The Libyan government has cut off Internet access in the country. The General Posts and Telecommunications Company, Libya’s main provider of Internet access, has ceased to function. It was shut down following citizen protests against the country’s leader, Muammar Abu Minyar al-Gaddafi, who has been in power since 1969.

The government of Egypt took a similar measure last month, when it cut off Internet trying to quell public protests against the regime. Despite the government’s efforts, Egyptians who took to the streets for two weeks were able to oust the nation’s president, Hosni Mubarak, after 30 years in office.

Muammar Abu Minyar al-Gaddafi, also known as Colonel Gaddafi, has been the leader of Libya since 1969. In the picture, al-Gaddafi in Dimashq, Syria. Image: James Gordon.

Limited access to the Internet makes it difficult to get information from the country. Libya is a country with a smaller population than Egypt, and has fewer service providers, which has apparently made the task of disconnecting everything a little easier.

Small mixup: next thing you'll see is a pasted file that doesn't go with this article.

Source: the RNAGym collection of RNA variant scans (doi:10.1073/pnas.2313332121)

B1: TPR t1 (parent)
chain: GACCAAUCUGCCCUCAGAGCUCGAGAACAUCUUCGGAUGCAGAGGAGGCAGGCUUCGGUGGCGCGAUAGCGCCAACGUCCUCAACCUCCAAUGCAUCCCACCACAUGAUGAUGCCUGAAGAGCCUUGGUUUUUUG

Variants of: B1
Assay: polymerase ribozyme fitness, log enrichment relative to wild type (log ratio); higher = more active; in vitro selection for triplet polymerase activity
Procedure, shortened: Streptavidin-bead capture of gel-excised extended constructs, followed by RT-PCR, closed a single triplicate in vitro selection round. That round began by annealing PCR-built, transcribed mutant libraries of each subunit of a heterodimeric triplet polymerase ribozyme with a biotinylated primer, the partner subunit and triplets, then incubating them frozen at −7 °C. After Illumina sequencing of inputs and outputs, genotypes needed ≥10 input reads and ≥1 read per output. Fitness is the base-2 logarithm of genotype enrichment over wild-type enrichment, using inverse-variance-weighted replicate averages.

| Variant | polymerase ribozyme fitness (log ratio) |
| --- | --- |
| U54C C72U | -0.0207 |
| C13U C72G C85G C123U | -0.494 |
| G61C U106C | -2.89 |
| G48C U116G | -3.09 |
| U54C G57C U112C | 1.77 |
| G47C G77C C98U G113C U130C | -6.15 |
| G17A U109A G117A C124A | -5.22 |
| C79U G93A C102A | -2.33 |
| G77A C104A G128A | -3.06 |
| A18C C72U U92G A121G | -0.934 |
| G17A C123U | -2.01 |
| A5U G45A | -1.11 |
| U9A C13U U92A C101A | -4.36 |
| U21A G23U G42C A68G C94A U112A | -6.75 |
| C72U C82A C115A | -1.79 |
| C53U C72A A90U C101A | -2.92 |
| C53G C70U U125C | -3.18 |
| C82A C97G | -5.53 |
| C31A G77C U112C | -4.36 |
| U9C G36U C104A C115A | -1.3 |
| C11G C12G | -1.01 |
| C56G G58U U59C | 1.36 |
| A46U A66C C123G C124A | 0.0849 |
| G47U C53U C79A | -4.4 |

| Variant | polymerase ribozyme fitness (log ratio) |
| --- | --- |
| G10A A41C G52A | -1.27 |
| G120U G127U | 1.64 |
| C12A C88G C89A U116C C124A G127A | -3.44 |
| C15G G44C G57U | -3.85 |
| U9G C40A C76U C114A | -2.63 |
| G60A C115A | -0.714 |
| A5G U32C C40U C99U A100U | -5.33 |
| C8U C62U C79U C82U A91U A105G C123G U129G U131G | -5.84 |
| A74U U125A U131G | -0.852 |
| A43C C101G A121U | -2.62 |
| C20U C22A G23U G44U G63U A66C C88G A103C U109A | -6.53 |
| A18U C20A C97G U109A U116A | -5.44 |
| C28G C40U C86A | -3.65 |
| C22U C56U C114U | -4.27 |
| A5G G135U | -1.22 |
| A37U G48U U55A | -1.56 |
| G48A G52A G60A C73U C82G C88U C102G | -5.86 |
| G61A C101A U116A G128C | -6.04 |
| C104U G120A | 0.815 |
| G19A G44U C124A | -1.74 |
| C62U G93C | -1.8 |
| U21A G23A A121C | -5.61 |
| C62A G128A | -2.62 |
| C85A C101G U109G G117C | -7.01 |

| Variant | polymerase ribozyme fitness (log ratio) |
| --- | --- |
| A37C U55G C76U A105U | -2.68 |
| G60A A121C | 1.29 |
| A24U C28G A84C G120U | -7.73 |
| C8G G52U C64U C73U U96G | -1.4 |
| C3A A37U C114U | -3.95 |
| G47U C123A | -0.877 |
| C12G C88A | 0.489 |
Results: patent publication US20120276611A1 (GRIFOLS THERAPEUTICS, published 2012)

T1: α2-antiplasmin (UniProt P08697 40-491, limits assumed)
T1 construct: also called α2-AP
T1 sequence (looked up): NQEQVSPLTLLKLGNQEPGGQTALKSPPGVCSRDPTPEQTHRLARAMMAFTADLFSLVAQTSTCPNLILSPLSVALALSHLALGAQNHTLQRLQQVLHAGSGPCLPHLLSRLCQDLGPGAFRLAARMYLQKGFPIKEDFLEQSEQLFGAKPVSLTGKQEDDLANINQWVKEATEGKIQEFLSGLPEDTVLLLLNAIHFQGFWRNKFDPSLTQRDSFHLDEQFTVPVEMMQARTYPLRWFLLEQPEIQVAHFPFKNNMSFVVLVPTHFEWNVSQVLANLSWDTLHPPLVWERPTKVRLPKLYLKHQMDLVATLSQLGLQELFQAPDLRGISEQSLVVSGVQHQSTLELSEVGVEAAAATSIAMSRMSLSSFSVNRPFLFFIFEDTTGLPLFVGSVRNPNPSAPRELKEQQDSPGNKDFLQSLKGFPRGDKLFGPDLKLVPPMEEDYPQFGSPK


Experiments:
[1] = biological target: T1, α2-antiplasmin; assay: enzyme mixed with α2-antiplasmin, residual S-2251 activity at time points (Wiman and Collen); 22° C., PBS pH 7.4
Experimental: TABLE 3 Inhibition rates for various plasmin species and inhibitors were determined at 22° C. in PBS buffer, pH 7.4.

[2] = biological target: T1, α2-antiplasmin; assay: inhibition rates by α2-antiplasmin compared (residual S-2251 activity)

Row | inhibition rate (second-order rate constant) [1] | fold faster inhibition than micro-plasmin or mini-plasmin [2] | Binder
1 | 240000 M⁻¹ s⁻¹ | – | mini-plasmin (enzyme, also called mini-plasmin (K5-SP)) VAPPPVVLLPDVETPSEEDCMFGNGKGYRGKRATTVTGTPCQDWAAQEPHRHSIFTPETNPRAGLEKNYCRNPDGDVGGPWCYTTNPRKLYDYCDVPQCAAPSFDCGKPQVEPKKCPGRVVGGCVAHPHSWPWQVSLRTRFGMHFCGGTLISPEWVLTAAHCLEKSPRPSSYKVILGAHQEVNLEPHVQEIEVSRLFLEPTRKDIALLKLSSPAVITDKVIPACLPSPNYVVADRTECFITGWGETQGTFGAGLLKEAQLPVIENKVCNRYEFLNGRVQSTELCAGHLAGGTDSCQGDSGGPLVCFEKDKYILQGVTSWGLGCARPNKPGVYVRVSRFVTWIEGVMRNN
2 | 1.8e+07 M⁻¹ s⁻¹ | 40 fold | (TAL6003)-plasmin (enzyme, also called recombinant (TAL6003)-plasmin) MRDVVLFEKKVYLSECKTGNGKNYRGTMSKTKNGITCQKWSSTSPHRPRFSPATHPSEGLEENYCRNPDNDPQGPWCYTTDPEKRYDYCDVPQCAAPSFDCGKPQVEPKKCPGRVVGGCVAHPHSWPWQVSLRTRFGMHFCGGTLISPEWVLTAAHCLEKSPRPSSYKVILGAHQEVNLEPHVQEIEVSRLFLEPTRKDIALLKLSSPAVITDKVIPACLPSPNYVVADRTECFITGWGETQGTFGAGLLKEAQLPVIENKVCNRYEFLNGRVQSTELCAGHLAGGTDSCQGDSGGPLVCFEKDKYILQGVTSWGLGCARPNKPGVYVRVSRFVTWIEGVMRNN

In Egypt, the military refused to attack people protesting. The situation is different in Libya, where the armed forces attacked hundreds of demonstrators in the square of the city of Benghazi, causing many deaths.

The increasing violence in Libya has prompted the 27 European Union ministers to issue a statement protesting Libyan governmental violence toward protesters, saying it “condemns the ongoing repression against demonstrators in Libya and deplores the violence and death of civilians.” Two Libyan pilots have defected to Malta and asked for asylum, saying that they were ordered to fire on protesters, according to Maltese officials.

The violence has spread to Tripoli. Witnesses have reported that a “massacre” occurred today in suburbs of the Libyan capital with the indiscriminate shooting of women and children. According to Human Rights Watch, hundreds have died over the last four days.

The escalating violence is causing turbulence in the world energy markets. The International Monetary Fund says that energy exports accounts for approximately 95% of Libya’s export earning.